Sun. Apr 5th, 2020

Chueh-chu: Poetic Forms | Writer’s Digest

2 min read

Poetic Form Fridays are made to share various poetic forms. This week, we look at the chueh-chu, a Chinese poetic form.


Chueh-chu Poems

The chueh-chu is a Chinese poetic form that Robin Skelton’s The Shapes of Our Singing claims translates to mean “sonnet cut short.” As such, it does act a bit like an eight-line sonnet broken into two quatrains.

Here are three possible rhyme schemes suggested by Skelton:

  • aaba/cada
  • abcb/dbeb
  • aaba/aaca

Note on syllables: For my example below, I tried out a Wu-yen-shih meter mentioned by Skelton in his book. But it’s my understanding that any syllable count could work, though it should probably be consistent. So eight syllables per line is fine, or 10, or nine, or whatever you decide.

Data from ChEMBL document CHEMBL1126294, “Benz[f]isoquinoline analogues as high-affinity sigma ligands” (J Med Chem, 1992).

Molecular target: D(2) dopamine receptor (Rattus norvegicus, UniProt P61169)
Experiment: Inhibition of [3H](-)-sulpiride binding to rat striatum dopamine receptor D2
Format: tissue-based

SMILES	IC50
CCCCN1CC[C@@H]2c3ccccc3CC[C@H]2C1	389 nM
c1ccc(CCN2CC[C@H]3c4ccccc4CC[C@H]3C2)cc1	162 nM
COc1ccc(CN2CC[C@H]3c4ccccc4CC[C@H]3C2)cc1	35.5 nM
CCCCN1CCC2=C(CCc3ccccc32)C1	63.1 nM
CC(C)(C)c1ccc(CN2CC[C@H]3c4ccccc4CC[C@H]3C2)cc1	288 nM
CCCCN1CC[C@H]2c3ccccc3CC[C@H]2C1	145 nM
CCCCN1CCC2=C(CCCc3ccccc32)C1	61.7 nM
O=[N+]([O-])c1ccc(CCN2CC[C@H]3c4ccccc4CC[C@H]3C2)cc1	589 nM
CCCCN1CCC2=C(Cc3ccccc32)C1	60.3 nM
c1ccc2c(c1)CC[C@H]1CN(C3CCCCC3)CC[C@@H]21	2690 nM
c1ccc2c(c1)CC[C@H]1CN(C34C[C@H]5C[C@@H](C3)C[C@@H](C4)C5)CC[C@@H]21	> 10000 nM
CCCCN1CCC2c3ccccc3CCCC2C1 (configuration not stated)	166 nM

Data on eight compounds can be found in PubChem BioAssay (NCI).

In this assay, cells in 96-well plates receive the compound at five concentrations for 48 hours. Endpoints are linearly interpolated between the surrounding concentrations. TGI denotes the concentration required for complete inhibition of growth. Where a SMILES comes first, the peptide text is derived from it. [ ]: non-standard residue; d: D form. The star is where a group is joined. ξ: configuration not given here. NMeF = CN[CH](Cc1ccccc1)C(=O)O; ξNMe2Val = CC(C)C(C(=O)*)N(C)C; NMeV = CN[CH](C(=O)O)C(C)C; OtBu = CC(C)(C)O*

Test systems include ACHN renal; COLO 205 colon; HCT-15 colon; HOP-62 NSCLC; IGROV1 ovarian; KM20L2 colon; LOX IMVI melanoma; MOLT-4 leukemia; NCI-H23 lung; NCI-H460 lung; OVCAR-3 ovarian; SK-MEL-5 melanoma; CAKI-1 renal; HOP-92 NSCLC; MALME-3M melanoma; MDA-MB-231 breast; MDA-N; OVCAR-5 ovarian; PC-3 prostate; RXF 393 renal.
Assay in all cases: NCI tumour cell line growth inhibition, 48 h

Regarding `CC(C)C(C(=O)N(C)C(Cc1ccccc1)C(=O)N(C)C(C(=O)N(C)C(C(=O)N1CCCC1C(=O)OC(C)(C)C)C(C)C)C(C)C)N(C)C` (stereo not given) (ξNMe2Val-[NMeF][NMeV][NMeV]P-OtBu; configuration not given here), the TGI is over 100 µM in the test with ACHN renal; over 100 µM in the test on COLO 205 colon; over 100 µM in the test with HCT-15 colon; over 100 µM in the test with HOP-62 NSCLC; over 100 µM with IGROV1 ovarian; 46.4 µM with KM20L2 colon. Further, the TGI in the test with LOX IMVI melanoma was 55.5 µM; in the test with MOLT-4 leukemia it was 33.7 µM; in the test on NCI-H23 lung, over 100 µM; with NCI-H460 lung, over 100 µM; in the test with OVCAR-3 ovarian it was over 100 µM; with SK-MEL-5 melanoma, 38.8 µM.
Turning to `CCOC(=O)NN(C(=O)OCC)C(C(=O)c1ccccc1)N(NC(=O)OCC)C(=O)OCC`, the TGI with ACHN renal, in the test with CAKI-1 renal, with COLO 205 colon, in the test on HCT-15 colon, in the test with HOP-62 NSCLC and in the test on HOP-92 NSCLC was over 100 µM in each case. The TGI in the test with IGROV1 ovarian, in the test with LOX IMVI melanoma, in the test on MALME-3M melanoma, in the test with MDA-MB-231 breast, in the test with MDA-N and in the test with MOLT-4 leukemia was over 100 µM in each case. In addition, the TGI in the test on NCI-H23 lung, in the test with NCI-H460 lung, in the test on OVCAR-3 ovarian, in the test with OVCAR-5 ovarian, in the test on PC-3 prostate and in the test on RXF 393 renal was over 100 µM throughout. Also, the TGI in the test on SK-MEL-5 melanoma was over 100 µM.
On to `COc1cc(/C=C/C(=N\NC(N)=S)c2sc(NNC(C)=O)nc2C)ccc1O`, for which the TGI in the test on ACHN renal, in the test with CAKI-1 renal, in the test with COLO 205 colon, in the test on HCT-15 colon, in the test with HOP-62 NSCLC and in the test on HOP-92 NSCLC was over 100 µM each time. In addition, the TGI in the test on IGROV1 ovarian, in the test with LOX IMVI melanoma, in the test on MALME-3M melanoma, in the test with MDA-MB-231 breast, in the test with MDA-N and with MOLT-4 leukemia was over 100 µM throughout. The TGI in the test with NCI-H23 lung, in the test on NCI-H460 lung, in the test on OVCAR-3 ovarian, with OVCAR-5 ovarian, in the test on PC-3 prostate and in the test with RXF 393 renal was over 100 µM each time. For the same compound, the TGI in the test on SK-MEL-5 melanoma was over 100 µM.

*****

Build an Audience for Your Poetry tutorialBuild an Audience for Your Poetry!

While your focus as a poet will always be on refining your craft, why not cultivate a following along the way? With the multitude of social networking opportunities available today, it’s never been easier to connect with other poetry enthusiasts. Within minutes, you can set up a blog and share your poems and insights with like-minded readers.

Discover how to expand your readership and apply it to your poetry sharing goals today!

Click to continue.

*****

Here’s my attempt at a chueh-chu:

Proposal, by Robert Lee Brewer

love birds — hear them sing
love cats — do their thing
for you — i will yearn
for you — i will ring

church bells — hear them swing
spring birds — all take wing
for you — i will say
i do — here’s the ring

Leave a Reply

Your email address will not be published. Required fields are marked *